The 28th European Youth Championships featured extremities. We have to cry and laugh at the same time. The reason for crying is that the attractiveness of the game, and its popularity with the public, has dwindled even more. The reason for laughing is that not a single match can be considered a sure bet in advance; there are many, many contenders. The atmosphere of the tournaments is tense, and the players fight fiercely for every point. [Isn’t there something to be said for this development? Is it just to be considered laughable?]”
All thirteen members of the U.S. International Wheelchair Table Tennis Team won one or more medals at the August, 1985 Vienna Sports Festival. Both players and coaches (Jim Beckford, Chris Lehman, and Marty Prager) who attended (SPIN, Dec., 1985, 21) received USTTA pins, patches, and gifts (I presume both for self and for distribution at the tournament). Here, as of Oct. 15, are the highest-rated players in their class (Class 1 denotes the most handicapped; Class 4 the least). Asterisks show number of medals won in Vienna:
Men: Class 1A: Skip Wilkins (1103), Sebastian DeFrancesco (1012).* Class 1B: Bart McNichol (1316), Ken Brooks (1079), Gary Blanks (1046).* Class IC: Peter Zarba (1054),* Rich Rosenbaum (893). Class 2: Tyler Kaus (1378), Mike LoRusso (1278).* Class 3: John Gray (1143),* Ernest Morgan (935). Class 4: Mike Dempsey (2031),*** Shawhan Fox (1363), Elliot Schloss (1257),* Chuck Focht (1226).* Also: Roger Kellough (943),* and Ronnie Kirkland (unrated).*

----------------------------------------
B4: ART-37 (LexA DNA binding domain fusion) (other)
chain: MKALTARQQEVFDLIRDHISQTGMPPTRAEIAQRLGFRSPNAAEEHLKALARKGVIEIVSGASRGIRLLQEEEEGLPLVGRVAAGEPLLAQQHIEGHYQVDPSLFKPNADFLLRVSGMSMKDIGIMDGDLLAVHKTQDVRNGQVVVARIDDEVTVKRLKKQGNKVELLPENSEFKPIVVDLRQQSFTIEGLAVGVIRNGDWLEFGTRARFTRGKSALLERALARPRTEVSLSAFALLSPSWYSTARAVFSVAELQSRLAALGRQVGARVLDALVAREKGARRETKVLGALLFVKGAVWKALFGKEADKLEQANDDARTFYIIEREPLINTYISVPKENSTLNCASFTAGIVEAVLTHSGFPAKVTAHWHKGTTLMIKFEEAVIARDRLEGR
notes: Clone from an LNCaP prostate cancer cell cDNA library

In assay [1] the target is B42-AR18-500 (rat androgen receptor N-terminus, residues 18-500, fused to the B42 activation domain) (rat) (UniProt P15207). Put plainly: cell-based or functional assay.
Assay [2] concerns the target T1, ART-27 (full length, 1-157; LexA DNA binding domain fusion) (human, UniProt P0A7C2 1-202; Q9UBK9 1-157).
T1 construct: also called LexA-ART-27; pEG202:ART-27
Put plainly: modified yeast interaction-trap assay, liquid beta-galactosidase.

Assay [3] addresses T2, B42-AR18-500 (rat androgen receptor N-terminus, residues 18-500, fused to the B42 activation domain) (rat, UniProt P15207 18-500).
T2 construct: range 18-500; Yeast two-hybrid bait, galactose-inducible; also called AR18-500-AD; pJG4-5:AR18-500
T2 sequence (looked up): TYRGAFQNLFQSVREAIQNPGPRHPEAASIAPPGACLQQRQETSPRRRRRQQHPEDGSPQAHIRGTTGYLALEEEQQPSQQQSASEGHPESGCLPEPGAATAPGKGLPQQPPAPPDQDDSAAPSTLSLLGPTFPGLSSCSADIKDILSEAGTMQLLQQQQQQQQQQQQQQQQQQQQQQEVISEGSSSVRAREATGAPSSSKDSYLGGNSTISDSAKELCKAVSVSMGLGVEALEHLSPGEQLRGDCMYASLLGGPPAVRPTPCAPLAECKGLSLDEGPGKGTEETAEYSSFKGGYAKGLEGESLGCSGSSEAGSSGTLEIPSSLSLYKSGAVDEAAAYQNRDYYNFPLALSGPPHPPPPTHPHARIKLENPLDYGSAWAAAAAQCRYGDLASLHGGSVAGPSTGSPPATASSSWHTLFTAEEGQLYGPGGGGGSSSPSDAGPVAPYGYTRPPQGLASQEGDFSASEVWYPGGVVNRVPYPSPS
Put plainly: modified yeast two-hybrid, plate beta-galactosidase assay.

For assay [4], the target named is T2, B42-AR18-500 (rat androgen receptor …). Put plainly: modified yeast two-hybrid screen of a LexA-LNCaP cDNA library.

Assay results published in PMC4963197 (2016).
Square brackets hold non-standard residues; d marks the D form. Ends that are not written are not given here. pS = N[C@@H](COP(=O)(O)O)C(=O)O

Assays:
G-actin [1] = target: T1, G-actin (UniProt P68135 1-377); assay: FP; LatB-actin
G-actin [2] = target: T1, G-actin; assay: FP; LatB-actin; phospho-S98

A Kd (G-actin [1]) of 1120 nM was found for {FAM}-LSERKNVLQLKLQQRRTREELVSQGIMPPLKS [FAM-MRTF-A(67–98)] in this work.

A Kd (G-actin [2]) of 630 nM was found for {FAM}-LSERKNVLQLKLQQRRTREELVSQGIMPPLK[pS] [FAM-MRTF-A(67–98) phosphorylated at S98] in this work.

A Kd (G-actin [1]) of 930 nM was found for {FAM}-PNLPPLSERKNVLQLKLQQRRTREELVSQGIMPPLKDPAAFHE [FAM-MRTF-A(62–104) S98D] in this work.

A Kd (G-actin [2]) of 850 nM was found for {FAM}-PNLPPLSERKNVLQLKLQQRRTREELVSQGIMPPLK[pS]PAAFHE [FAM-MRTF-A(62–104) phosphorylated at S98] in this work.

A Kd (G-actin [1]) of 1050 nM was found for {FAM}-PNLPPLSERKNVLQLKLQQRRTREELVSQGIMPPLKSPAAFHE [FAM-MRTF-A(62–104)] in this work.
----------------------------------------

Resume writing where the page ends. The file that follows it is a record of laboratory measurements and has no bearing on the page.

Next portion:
Women: Class 1A: Kim Holm (514), Kathy McCaffrey (unrated). Class 1B: Ruth Rosenbaum (862), Tara Tonina (625). Class 2: Pam Stewart (988),* Wanda Strange (843). Class 3: Jennifer Brown-Johnson, 1167), *** Jackie DiLorenzo. Class 4: Terese Terranova (981),*** Stacie Norman (673).
Bohdan Dawidowicz (SPIN, Dec., 1985, 16) gives us the Results of the Polish Open, played Oct. 25 in Olsztyn:
Men’s Team: Final: Sweden d. Hungary, 3-1:Waldner (SWE) d. Kriston, 13, 14; Lindh (SWE) d. Takacs, 11, 8; Kriston/Takacs (HUN) d. Appelgren/Carlsson, 17, 16; Waldner d. Takacs,18, 11. Semi’s: Sweden d. Poland I, 3-2: Waldner (SWE) d. Kucharski, 17, 12; Grubba (POL) d. Lindh, 18, 17; Appelgren/Carlsson (SWE) d. Grubba/Kucharski, 21, 13; Grubba (POL) d. Waldner, 11, 13; Lindh (SWE) d. Kucharski, 14, 16; Hungary d. Czechoslovakia, 3-2 (Kriston (HUN) d. M. Broda, 9, -10, 18; V. Broda (TCH) d. Takacs, 14, 11; Broda/Broda (TCH) d. Kriston/Takacs, 19, -12, 11; Kriston (HUN) d. V. Broda, 18, -21, 16; Takacs (HUN) d. M. Broda, 9, 12.
Final Men’s Team Standings: 1. Sweden. 2. Hungary. 3-4. Poland I/Czechoslovakia. 5-8. Romania, West Germany, Belgium, Japan. 9-16. Russia, China, Bulgaria, Denmark, Switzerland, France, Yugoslavia. Poland II.
Women’s Team: Final: Hungary d. China, 3-0: Batorfi (HUN) d. Feng Jung, -16, 16, 7; Olah (HUN) d. Liu Yang, 19, 16; Batorfi/Olah (HUN) d. Feng Jung/Ma Shuang Ying, -18, 13, 10. Semi’s: Hungary d. Czechoslovakia, 3-2: Batorfi (HUN) d. Safarova, 11, 11; Davidkova (TCH) d. Olah, -20, 12, 8; Batorfi/Olah (HUN) d. Safarova/Davidkova, -18, 14, 22; Safarova (TCH) d. Olah, 15, -13, 17; Batorfi (HUN) d. Davidkova, 19, 21; China d. Russia, 3-1: Feng Jung (CHI) d. Zakharian, -16, 17, 13; Liu Yang (CHI) d. Bulatova, 13, 19; Zakharian/Bulatova (URS) d. Feng/Ma, 14, -11, 16; Feng (CHI) d. Bulatova, 19, -15, 13.